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Culture and Personality
(Psychological Anthropology)

 Spring 2015 Calendar
Sunday, 04 October 2015, 00:06 (12:06 AM) CDT, day 277 of 2015
Mustard seed.

Magic Eye©
Science, Optics


Text, "Susto: A Folk Illness," by Arthur J. Rubel, Carl W. O'Nell, and  Rolando Collado-Ardon.

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Culture-Bound Syndromes

  • Disease is universal

    • compare: etic

  • Illness is culturally specific

    • compare: emic

chart of syndromes

related websites

Culture-specific syndrome -- Wikipedia
Selected list of syndroms -- Wikipedia


Text, "Boo!: Culture, Experience, and the Startle Reflex, by Ronald C. Simons.

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-- Wikipedia

Malaysia and Indonesia dissociative episodes, outbursts of violent and aggressive or homicidal behavior directed at people and objects, persecutory ideas, amnesia, exhaustion

(startle reflex)

-- Wikipedia

Text, "Boo!: Culture, Experience, and the Startle Reflex, by Ronald C. Simons.

Malaysia and Indonesia

afflicted person becomes flustered and may say and do things that appear amusing, such as mimicking people's words and movements

mal ojo
(evil eye)

evil eye
-- Wikipedia

Evil Eye: A Casebook by Alan Dundes (Madison: University of Wisconsin Press, 1992)

Death by Envy: The Evil Eye and Envy in the Christian Tradition by George Aquaro (iUniverse, 2004)

The Evil Eye: The Classic Account of an Ancient Superstition (Dover Books on Anthropology and Folklore) (Vol i) by Frederick Thomas Elworthy (NY: Dover, 2004)


Mediterranean and Latin American Hispanic populations

(and the more general concept of "evil eye" is also found elsehere)

fitful sleep, crying without apparent cause, diarrhea, vomiting, fever in a child or infant

(fright sickness)

-- Wikipedia


Text, "Susto: A Folk Illness," by Arthur J. Rubel, Carl W. O'Nell, and  Rolando Collado-Ardon.

Latin American Hispanic populations in U.S.A., Mexico, and Central and South America

usually associated with a broad array of symptoms, including nervousness, anorexia, insomnia, listlessness, despondency, involuntary muscle tics, and diarrhea; thought to be caused by fright that results in loss of soul from the body; causes can be natural or "supernatural" -- natural susto may occur after a near miss or accident, a supernatural susto may occur after witnessing a supernatural phenomena such as a ghost; a supernatural susto might be sent by sorcerers; those most likely to suffer from susto are culturally stressed adults--women more than men

(Arctic hysteria)

-- Wikipedia

Inuit of the Arctic, Siberian groups brooding, depressive silences, loss or disturbance of consciousness during seizure, tearing off of clothing, fleeing or wandering, rolling in snow, speaking in tongues or echoing other people's words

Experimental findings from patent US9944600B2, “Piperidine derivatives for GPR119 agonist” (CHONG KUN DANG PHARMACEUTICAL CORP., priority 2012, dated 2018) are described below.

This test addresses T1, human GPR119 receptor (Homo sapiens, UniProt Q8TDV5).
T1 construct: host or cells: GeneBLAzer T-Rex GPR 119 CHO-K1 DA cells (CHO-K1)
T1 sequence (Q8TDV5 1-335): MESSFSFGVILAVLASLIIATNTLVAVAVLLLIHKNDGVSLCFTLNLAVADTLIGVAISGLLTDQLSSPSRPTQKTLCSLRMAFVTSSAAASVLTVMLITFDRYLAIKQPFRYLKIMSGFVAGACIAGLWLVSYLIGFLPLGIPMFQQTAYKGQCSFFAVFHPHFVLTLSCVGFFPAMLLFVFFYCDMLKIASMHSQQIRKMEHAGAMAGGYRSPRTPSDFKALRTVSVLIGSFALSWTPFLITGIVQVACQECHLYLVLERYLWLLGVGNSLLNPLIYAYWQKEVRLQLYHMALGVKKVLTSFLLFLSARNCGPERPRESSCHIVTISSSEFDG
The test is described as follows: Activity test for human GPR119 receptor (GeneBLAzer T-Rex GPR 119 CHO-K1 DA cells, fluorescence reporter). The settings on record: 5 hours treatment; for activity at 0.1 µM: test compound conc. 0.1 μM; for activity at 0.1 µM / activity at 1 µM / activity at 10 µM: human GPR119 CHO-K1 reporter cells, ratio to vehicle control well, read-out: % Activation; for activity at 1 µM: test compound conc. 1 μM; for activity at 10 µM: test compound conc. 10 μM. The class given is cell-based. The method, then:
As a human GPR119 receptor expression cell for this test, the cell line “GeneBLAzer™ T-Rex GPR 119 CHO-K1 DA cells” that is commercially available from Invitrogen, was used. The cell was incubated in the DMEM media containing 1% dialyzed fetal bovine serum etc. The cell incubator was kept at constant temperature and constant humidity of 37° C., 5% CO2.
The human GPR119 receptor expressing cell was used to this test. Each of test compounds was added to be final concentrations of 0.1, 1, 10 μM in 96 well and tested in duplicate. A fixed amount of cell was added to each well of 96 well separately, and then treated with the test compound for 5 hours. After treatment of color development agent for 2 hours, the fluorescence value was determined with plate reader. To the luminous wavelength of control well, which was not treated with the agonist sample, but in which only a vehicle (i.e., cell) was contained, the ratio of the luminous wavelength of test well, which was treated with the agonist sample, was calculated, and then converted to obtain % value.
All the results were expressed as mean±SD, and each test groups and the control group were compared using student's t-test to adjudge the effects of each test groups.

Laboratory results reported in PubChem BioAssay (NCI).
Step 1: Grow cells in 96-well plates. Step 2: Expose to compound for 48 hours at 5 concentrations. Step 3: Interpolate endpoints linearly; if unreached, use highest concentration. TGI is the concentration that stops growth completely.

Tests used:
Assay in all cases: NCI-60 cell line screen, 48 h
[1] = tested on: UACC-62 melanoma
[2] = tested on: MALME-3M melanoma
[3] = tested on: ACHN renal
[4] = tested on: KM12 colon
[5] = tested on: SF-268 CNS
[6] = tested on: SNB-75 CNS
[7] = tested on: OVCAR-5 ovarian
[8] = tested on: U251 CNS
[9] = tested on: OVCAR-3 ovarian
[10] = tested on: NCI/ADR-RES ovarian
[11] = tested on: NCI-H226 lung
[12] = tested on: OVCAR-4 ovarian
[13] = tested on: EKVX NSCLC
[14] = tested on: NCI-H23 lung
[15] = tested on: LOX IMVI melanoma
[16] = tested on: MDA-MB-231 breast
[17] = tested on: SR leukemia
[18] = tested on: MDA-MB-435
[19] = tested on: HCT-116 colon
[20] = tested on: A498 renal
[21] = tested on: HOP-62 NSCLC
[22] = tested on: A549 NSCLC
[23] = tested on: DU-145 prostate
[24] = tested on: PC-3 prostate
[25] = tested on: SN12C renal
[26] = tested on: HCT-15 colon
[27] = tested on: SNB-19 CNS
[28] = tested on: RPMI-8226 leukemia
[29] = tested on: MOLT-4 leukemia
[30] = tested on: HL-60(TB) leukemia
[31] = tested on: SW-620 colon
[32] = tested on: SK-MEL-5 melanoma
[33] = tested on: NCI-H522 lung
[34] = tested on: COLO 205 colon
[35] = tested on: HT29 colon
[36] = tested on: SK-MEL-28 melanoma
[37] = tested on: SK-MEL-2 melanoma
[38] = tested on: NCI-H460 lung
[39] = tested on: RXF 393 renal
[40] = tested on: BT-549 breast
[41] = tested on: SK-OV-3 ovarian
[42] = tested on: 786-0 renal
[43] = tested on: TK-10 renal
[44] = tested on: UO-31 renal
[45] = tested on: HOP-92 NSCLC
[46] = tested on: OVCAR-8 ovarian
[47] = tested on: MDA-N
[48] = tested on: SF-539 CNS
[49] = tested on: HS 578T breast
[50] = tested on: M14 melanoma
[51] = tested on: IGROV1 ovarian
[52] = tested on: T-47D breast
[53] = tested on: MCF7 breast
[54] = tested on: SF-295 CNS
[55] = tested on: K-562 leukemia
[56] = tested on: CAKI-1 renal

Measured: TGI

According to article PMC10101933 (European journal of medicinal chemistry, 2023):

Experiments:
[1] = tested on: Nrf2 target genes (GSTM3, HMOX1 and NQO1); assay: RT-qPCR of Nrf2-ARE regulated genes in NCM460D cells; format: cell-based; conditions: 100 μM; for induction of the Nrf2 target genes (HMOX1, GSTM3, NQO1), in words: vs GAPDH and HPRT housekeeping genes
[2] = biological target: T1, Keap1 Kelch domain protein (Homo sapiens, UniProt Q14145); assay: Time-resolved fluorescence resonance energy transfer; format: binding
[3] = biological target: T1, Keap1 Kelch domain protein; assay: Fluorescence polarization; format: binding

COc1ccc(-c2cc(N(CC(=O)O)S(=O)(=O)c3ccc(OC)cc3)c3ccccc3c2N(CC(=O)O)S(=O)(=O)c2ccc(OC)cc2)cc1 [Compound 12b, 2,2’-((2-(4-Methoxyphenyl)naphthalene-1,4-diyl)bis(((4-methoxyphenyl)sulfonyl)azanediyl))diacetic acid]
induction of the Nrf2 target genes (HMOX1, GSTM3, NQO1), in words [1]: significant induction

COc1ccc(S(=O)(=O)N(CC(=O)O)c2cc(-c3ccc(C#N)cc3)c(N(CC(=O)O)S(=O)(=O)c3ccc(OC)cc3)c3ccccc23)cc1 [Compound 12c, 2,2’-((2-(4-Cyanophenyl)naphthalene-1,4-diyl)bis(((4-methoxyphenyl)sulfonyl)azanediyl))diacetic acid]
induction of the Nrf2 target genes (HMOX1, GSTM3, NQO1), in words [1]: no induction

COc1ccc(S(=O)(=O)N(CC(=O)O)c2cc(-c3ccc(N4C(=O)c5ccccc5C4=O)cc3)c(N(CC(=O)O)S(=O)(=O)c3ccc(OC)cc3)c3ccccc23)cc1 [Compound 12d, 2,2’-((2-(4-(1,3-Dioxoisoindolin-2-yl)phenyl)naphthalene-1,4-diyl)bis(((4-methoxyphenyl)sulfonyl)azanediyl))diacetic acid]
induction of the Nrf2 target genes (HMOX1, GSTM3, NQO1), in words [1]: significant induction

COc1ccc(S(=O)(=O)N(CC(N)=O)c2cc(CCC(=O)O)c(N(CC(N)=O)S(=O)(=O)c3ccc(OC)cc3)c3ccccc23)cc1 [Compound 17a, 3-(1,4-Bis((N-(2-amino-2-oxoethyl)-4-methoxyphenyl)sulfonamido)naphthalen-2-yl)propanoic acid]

-- Wikipedia

Cree, Ojibwa, and related Native American groups of central and northeastern Canada depression, nausea, distaste for usual foods, feelings of being possessed by a cannibalistic monster, homicidal or suicidal impulses

ghost sickness

Ghost sickness
-- Wikipedia

Navajo of the southwestern United States weakness, bad dreams, feelings of danger, confusion, feelings of futility, loss of appetite, feelings of suffocation, fainting, dizziness, hallucinations and loss of consciousness


hysterical convulsive disorders, posturing and tics, psychomotor seizures


(Manitoba, Canada)
withdrawal from social contact, feeling of having sinned, feeling of religious unworthiness, temptation to commit suicide

brain fag

brain fag
-- Wikipedia

Nigeria and East African students pain, heat or burning sensations, pressure or tightness around head, blurring of vision, inability to concentrate when studying, anxiety and depression, fatigue and sleepiness


Guatemala nausea, vomiting, diarrhea, fever, severe temper tantrums, unconsciousness and dissociative behavior


-- Wikipedia

South China, Chinese and Malaysian populations in southeast Asia, Hindus of Assam anxiety in males that the penis will recede into the body and for females that the vulva and breasts will recede into the body


Japan fear of meeting people, feelings of inadequacy, anxiety, obsessive-compulsive symptoms, hypochondriasis

Adapted from Cultural Anthropology, 2nd ed. Miller, Barbara D. Boston:Allyn and Bacon, 2002, p. 156, who, in turn adapted it from Ronald C. Simons and Charles C. Hughes, eds., The Culture-Bound Syndromes: Folk Illnesses of Psychiatric and Anthropological Interest, Boston, D. Reidel, 1985: 91-110.


Related WebSites

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